Fri, 19 Aug 1994

Confusing signals

Set against the spirit of deregulation which has long been the hallmark of the Indonesian government, the recent official comments on the protection of petrochemical plants are ringing out confusing signals. Minister of Investment Sanyoto Sastrowardoyo has guaranteed tariff protection for the US$ 1.6 billion olefins industry of PT Chandra Asri. However, Coordinating Minister for Economy and Finances Saleh Afiff and other economics ministers, such as Minister of Industry Tunky Ariwibowo and Minister of Finance Mar'ie Muhammad, contend that the government will not provide protection indiscriminately for all new industrial plants, let alone upstream industries, because such a measure will affect downstream industries.

Earlier in June, when the latest package of deregulation measures was launched, the government explicitly ruled out import tariff escalation for the products of new industrial ventures.

Tariff protection for petrochemicals would surely affect the whole manufacturing industry because those materials are used not only for making plastics and synthetic fibers but also for numerous other products. We can hardly mention a single manufactured product that does not use plastics either as parts or components or packaging materials. That is why any tariff protection for this industry, especially when the protection is granted without specified time limits, raises so great a concern.

The arguments for justifying tariff protection for petrochemicals are classic: big contribution to deepening the roots of the manufacturing industry, big investment, high technology, high capital costs due to high interest rates, saving of foreign exchange, extra spending on basic infrastructure and long gestation (pay-back) period.

But industrial users of petrochemicals contend that domestic producers actually need no tariff protection provided they can produce as efficiently as their counterparts overseas and if their debt-equity ratio does not exceed the commercially viable level. In fact, domestic plants enjoy advantages in the form of cheap raw materials (hydrocarbons). Moreover, even if local products are 10 to 15 percent more expensive than imports, industrial users still prefer local suppliers as local procurement can minimize storage costs through just- in-time deliveries.

The first question then is why upstream petrochemical producers demand protection. The answer can be traced to the gross inefficiency of domestic producers. Their capital costs are unusually high. This is not only because they often have to bear the costs of basic infrastructure but mainly because the owners often depend almost entirely on borrowing to finance their projects. Past experience shows how sponsors have often marked up their investment requirement to gain larger-than-necessary loans because part of the loans were used for putting up their equity capital.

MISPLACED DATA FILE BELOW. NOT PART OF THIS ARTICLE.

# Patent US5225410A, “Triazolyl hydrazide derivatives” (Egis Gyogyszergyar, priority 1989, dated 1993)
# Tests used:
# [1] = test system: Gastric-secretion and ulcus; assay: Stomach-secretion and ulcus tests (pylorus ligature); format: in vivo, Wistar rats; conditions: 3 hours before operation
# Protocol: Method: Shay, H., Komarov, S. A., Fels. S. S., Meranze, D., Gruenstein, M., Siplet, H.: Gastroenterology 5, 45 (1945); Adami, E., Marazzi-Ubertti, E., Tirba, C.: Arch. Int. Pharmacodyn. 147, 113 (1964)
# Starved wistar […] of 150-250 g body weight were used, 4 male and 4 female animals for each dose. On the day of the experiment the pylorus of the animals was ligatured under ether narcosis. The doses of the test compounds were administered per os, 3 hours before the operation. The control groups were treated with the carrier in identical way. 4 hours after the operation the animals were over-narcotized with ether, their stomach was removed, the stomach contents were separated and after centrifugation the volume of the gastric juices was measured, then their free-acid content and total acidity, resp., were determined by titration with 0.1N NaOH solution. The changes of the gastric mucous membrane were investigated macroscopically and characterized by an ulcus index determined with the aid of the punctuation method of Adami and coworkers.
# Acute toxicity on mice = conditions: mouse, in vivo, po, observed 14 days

The next question is why the government has given protection to almost every new petrochemical plant and will most likely provide similar treatment to new ones. The answer lies partly in the government's determination to strengthen the structure of the manufacturing industry, sometimes without full consideration of the costs. Another factor is a dilemma the government often encounters. Without protection, domestic petrochemical producers will surely not be able to compete with imports and will encounter trouble with repaying their big debts to banks. That may cause another big wave of bad debts, given the extensive exposure of major banks, including state banks, to petrochemical projects.

We even get the impression that the current rush to build petrochemical projects, despite the prediction of a market glut by almost all international analysts based on the huge capacity expansions in South Korea, Taiwan, Singapore, Thailand, the Middle East and China, has been prompted by the official commitment to giving investors protection.

Another reason behind the government's "generosity" may be found in the names of the investors. The upstream and intermediate petrochemical plants already producing and those still under construction are owned by only a few business groups, which are controlled by tycoons with strong political connections. In fact, the various petrochemical companies are all inter-linked with each other through cross-share ownership.

Then, if it is almost certain that the olefins industry and other projects, such as the planned aromatics plant, will get tariff protection, what is the point of our arguments? In fact, the point is little more than taking the opportunity to express our hopes. Those being that the protection will not be very high, will be given only after thorough investigations into the structure of the costs of the producing companies, and granted only for a specified period of time.